The Campaign Spot

RNC May Try to Limit Number, Format of GOP Debates in 2016

Over on the home page, I have an interview with Reince Priebus, the chairman of the Republican National Committee, mostly discussing the RNC”s new Growth and Opportunity Project, which is led by a five-member panel that will review their operations and strategies and those of the Republican party as a whole. Perhaps most intriguing and newsworthy was Priebus’s comment about an effort to limit the number of GOP presidential-primary debates and the format in 2016.

GERAGHTY: One of the intriguing points I saw raised in the discussions that this group has had is the recommendation of changes to the presidential-primary schedule. Are you hoping to see changes in how the primaries are set up?

PRIEBUS: One of the major topics that people discuss is the debate issue — controlling the debates and tying the nomination process to the debate calendar is something we’re going to look at. Now, we didn’t have that opportunity two years ago; there is no mechanism to tie the nomination process to the debate calendar. But we have that opportunity now. We can do that with a three-quarters vote of the Republican National Committee. Here’s a hypothetical. The RNC could hypothetically say, “Look, here’s the debate calendar. Here are the moderators. We’re going to have one debate a month starting on this day.” And adherence to the calendar will be a requirement to achieving the nomination to the presidency — either through bonus delegates or penalties of delegates subtracted. There is one major reason that a presidential candidate needs the Republican party: To get on the ballot in November, a presidential candidate must get a majority of delegates at a national convention to vote for him or her. If the presidential candidate can’t make that happen, he or she is not on the ballot. So that is one idea that we will be looking at.

If you have ten presidential candidates, and seven out of ten or eight out of ten will take whatever two-hour slot that is open to them, then you end up with a debate any time some cable network decides to hold one. You can’t control that situation. Our endeavor is to come up with some idea that helps us control that situation.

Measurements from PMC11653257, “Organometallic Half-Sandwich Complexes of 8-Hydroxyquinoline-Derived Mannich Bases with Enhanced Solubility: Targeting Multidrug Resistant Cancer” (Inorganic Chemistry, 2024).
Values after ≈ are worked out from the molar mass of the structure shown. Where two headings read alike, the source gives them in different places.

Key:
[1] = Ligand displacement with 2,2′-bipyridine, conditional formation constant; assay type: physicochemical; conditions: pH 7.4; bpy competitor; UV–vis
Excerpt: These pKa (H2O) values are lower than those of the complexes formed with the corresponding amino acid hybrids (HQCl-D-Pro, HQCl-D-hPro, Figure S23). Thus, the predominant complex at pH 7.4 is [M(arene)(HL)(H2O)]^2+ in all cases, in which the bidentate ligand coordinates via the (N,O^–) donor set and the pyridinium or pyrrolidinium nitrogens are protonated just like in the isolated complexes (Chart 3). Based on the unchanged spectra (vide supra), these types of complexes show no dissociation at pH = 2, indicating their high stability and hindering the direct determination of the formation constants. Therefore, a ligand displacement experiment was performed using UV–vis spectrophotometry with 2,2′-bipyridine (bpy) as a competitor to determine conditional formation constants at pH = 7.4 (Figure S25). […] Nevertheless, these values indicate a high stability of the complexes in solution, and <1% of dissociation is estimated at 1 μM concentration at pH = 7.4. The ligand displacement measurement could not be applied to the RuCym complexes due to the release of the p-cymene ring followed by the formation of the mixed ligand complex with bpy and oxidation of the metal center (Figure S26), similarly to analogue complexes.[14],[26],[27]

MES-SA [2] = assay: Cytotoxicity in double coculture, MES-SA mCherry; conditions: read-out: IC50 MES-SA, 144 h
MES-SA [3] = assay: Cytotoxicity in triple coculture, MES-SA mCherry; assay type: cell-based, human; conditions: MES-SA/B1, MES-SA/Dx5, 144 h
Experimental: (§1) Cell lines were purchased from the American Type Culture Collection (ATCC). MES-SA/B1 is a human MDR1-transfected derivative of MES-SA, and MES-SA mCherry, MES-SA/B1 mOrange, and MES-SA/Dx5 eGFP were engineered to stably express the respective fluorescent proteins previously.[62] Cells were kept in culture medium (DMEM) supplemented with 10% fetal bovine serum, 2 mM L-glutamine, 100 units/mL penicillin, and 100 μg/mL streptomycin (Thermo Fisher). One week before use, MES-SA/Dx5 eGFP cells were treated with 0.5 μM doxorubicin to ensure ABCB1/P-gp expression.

There were 20 debates last cycle, including seven between January 7 and February 22. More than a few analysts wondered if the seemingly endless succession of debates hurt the Republican brand, with the time and attention divided between nine candidates some evenings, and some of those candidates having little support.

Even if every candidate on stage was worth serious consideration, it’s easy to argue that having 20 debates, and sometimes more than one per week, made each individual debate less newsworthy and important. Many of the answers sounded the same (particularly when shoehorned into two minutes or less), and after a while they sounded like contests to see which candidates could denounce Obama the most, pledge genuine economic recovery the most, praise the Tea Party the most, and so on. Voters could learn just as much about the candidates in five or ten debates.

Quite a few conservatives didn’t like some of the moderators this time around (George Stephanopoulos asking the candidates about states’ banning contraception, etc.). Perhaps the RNC will contemplate a stipulation that no former Democratic lawmakers’ staffers may moderate one of the debates.


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